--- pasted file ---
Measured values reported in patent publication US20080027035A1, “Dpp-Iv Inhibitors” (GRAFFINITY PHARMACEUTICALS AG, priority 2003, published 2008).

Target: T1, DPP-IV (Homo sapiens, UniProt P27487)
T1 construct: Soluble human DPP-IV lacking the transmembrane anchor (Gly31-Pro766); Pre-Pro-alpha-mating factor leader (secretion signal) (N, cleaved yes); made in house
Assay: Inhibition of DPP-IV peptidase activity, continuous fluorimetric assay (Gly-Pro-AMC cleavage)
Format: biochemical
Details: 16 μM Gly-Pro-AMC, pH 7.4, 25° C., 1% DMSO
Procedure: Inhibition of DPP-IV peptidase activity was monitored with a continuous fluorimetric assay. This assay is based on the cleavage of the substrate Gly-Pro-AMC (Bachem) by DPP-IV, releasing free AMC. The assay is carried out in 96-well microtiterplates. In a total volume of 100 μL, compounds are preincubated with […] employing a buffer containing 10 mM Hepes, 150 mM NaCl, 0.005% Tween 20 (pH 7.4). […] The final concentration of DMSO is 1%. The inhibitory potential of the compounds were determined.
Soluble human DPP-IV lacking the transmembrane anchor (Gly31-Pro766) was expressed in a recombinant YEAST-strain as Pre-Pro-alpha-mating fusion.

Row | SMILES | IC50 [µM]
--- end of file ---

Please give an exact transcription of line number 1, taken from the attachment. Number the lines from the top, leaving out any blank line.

Measured values reported in patent publication US20080027035A1, “Dpp-Iv Inhibitors” (GRAFFINITY PHARMACEUTICALS AG, priority 2003, published 2008).